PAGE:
California non-functional turf irrigation ban provides businesses an opportunity to step up on sustainability
By Cora Kammeyer and Dr. Sonali Abraham
Pacific Institute research finds conversion of CII landscapes to more sustainable landscapes in California could save between 340,000 and 400,000 acre-feet of water per year.
- New emergency drought regulations ban irrigation of non-functional turf on commercial, industrial, and institutional (CII) sites across urban California.
- The ban presents a unique opportunity for California’s business community to demonstrate sustainability leadership through proactive drought response.
- By transforming to more sustainable landscaping, businesses can contribute to immediate drought relief and long-term water resilience, while achieving corporate sustainability goals, cutting costs, and providing additional community co-benefits.
- Pacific Institute tools and resources can help businesses explore options and get started on a landscape transformation.
A new ban on non-functional turf irrigation in California—part of recently announced emergency drought regulations—provides a unique opportunity for California’s business community to demonstrate sustainability leadership through proactive drought response. On May 24, 2022, the California State Water Resources Control Board (State Water Board) adopted an emergency regulation in response to ongoing and intensifying drought conditions across the state. This regulation comes in response to Executive Order N-7-22 signed by Governor Newsom asking for increased water conservation that includes specific mandates for urban water suppliers and select water users. The Executive Order and ensuing regulation include specific actions targeted at the commercial, industrial, and institutional (CII) sector, which includes commercial businesses, manufacturing and distribution, hospitals, government buildings, and other institutions.
Banning irrigation of non-functional turf
The State Water Board’s emergency drought regulation imposes a temporary ban on irrigation of non-functional turf with drinking water on commercial, industrial, and institutional (CII) properties. It does not include turf irrigated with recycled water and specifies that the irrigation ban should not harm the health of trees or other non-turf plantings. California is not the first location to take such actions. This short-term drought regulation is coming shortly after Las Vegas moved to permanently ban irrigation of non-functional turf.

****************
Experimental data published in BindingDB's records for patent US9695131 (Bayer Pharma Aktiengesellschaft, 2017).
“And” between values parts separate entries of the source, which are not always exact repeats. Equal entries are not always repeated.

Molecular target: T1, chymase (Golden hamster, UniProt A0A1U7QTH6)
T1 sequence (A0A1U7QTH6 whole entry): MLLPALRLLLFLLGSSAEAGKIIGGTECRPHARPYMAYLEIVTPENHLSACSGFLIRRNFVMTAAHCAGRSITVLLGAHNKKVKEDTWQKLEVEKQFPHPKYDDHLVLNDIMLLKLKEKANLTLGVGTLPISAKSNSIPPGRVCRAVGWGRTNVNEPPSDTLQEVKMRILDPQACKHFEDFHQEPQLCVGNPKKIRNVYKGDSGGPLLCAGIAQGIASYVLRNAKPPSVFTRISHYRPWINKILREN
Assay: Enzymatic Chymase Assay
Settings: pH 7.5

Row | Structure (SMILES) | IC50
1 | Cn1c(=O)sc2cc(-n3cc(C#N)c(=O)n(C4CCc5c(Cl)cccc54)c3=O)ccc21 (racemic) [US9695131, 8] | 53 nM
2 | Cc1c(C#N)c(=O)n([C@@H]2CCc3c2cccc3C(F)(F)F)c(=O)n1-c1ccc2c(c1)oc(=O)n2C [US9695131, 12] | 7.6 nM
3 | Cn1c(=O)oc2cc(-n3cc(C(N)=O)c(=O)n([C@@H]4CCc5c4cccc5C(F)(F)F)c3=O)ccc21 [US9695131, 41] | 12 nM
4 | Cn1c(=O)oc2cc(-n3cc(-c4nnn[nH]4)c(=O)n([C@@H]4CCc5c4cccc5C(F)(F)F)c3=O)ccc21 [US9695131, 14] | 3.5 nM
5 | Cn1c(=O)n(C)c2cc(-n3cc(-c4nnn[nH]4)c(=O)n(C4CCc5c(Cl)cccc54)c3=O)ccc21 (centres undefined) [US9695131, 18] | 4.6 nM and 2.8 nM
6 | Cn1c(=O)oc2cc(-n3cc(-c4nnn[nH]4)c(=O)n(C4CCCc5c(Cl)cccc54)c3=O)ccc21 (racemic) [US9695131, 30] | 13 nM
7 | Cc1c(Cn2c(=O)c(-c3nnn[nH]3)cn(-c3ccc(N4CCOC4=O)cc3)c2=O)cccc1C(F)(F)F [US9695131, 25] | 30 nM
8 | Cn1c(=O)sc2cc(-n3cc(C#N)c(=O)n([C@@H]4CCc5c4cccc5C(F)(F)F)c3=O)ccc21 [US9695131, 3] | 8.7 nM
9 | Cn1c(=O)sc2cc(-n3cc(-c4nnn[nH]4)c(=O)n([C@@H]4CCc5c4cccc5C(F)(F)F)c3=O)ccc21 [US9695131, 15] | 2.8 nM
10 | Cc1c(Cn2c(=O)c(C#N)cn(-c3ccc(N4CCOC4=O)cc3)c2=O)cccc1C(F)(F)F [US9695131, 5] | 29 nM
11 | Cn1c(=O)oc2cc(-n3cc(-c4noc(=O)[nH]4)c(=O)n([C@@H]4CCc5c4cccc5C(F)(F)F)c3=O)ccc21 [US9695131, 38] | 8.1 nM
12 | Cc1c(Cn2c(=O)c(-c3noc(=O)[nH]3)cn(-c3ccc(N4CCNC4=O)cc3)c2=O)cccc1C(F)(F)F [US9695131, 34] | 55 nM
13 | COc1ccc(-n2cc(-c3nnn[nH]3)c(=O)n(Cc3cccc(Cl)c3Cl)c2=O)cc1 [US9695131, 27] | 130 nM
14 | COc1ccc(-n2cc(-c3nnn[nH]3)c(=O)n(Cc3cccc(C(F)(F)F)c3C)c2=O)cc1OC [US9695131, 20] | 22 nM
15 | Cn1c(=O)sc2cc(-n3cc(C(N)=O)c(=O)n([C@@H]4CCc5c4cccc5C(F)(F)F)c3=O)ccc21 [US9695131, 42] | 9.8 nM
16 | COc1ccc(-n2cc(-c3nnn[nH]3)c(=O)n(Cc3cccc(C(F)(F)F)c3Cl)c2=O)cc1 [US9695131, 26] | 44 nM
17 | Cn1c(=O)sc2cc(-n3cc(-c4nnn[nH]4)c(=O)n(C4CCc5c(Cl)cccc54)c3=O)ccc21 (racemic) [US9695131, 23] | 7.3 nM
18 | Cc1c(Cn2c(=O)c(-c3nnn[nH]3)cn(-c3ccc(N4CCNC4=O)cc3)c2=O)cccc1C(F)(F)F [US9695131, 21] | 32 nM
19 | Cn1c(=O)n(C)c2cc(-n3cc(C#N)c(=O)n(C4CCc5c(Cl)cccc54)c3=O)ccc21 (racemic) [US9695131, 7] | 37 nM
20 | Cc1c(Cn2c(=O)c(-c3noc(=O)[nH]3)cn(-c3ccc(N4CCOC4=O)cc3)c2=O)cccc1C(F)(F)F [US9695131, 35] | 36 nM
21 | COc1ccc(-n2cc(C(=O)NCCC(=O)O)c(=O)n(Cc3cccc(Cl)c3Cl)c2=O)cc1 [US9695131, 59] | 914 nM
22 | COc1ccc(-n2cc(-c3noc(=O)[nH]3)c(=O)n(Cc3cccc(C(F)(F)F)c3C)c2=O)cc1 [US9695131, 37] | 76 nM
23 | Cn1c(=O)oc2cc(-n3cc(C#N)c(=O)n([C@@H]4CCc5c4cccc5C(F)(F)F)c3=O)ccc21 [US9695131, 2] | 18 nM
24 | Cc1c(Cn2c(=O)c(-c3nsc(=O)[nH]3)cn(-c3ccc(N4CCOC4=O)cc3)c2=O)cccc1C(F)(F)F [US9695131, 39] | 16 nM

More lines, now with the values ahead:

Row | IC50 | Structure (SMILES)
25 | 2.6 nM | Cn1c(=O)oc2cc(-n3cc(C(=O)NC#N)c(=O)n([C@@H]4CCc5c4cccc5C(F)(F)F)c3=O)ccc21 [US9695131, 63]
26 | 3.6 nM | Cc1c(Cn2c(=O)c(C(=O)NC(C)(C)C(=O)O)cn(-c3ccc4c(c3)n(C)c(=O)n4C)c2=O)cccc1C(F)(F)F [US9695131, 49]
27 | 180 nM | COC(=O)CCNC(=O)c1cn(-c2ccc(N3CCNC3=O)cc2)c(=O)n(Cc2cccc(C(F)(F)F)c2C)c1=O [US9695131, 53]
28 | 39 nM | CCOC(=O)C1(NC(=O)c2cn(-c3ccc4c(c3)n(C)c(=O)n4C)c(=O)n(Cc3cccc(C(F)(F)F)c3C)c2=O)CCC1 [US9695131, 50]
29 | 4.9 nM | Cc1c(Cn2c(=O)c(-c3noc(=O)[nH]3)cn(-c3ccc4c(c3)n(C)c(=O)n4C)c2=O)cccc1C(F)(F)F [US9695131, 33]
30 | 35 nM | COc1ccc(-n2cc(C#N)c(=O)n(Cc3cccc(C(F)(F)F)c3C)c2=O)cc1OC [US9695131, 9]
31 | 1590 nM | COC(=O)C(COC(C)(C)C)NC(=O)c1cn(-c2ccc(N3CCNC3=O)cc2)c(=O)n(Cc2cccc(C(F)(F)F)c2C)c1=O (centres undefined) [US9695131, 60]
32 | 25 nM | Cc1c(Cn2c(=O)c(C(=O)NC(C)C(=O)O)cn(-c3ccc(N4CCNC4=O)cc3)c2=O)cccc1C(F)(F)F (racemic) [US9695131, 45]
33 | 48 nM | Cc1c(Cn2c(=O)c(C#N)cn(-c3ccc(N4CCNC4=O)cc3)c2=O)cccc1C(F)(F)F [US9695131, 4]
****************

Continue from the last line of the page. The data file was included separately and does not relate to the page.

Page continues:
What is “non-functional turf”?
As defined by the state, “non-functional turf” is solely ornamental and not regularly used for recreation. It includes areas not in active use but still requiring maintenance, such as street medians and office parking lots. Non-functional turf does not include sports fields or turf regularly used for human recreational purposes or for civic or community events.
What properties does the non-functional turf ban apply to?
This ban applies to, for example, offices, stores, malls, manufacturing facilities, and warehouses, as well as schools, hospitals, government buildings, and other institutions. It also includes large apartment buildings and common areas owned by homeowners’ associations but not individual residences.
Opportunity for businesses to demonstrate sustainability commitment
While banning irrigation of non-functional turf is an important short-term response to a severe drought, we also must address the long-term problem of vast expanses of water-intensive turf across California communities. Over half of urban water use in California goes to landscape irrigation, and that portion is much higher in the hot, dry parts of California.